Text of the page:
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Audubon Gala Honors Leading Conservationists with Top Environmental Awards

Riding on Bette Midler’s wings, The National Audubon Society soared last night, Jan. 17, at the Plaza Hotel in New York. For the first time, the organization awarded two of the nation’s most prestigious environmental honors on the same night: the inaugural Dan W. Lufkin Prize for Environmental Leadership and the Audubon Medal.

George Archibald, co-founder of the International Crane Foundation, received the first Lufkin Prize and its $100,000 award, and philanthropist Louis Bacon received the esteemed Audubon Medal.

Notes from the President

When I think about the conservation challenges we face in the coming century, my thoughts invariably turn to food, water, and energy. How will we feed 9 billion people and still maintain healthy landscapes for cranes and other life we hold dear? How will we water thirsty cities and farmlands without sacrificing life-supporting rivers and wetlands? Can we meet the global demand for electricity without devastating our land, water, air…and climate?

Siberian Cranes Engender Cornell Friendships

Our friendship began in the spring of 1977 when Ted, then US Ambassador to Afghanistan, helped Ron Sauey, co-founder with George of the International Crane Foundation, find the stopping point in Afghanistan of a flock of Siberian Cranes migrating from northern India to northern Siberia. The friendship has been renewed many times since 1977, most recently when George discovered a Siberian Crane and told Ted where to find it at the Gun Gaalut Reserve east of Ulaanbaater in June, 2012. We met at our ger (yurt) camp on the first night of George’s trip to eastern Mongolia and the last night of a two-week trip Ted was taking in the same area where he had not yet found any Siberian Cranes.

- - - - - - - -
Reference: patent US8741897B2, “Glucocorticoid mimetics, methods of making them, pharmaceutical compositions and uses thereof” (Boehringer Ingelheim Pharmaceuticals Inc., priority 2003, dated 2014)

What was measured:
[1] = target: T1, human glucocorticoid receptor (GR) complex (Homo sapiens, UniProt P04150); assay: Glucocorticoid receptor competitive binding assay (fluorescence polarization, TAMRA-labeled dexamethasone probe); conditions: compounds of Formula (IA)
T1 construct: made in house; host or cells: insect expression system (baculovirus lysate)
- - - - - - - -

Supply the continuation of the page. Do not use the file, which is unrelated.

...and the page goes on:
Conviction in January 2012 Whooping Crane Shooting

ICF was pleased to learn of the recent sentencing of two men convicted of shooting an eastern migratory Whooping Crane in January 2012. A Whooping Crane released in 2008, part of a nesting pair, was shot and killed by John Burke and Jason McCarter in Knox County, Ind. A citizen tip led to charges against McCarter and Burke. The two men pled guilty and were sentenced on November 21.

Travels with George: North Korea Fall 2012

The following are notes from my October 27-November 8, 2012 visit to North Korea. I was the guest of North Korea’s foremost ornithologist, Dr. Park U Il of the State Academy of Sciences (SAOS), with whom ICF has been working since my first visit in 2008. From our base at the Pyongyang Hotel, we traveled to three important sites for Red-crowned Cranes.

ICF Helps Protect Sandhill Crane Wintering Area in Tennessee

The Land Trust for Tennessee and Tennessee Wildlife Resources Agency (TWRA) successfully partnered to purchase 68 acres of critical wildlife habitat located along Blythe Ferry Road near the confluence of the Hiwassee and Tennessee Rivers. This essential acreage is now part of the Hiwassee Wildlife Refuge in Meigs County thanks to the tremendous support of individuals, foundations and the community.

DAR Whooping Cranes Begin Fall Migration

Six young Whooping Cranes were released Monday at Horicon National Wildlife Refuge (NWR) in Dodge County, Wis. The cranes are part of the Direct Autumn Release (DAR) project conducted by the Whooping Crane Eastern Partnership (WCEP), an international coalition of public and private organizations that is reintroducing this highly imperiled species in eastern North America, part of its historic range.

Omega and Seurat Help Researchers Study Crane Energy Use

As the seasons change, so do the patterns and behaviors of our captive flock. Things have been busy this fall within the Whooping Crane enclosure at ICF. We recently hosted Ph.D. student Megan Fitzpatrick, who spent a week here in Baraboo watching our Whooping Cranes, Omega and Seurat, and studying their behavior in a wetland environment.

Whooping Cranes Depart on Ultralight-guided Flight to Florida

Six young Whooping Cranes began their ultralight-led migration September 28th from the White River Marsh State Wildlife Area in Green Lake County, Wis. This is the 12th group of birds to take part in a project led by the Whooping Crane Eastern Partnership (WCEP), an international coalition of public and private groups that is reintroducing this highly imperiled species in eastern North America, part of its historic range.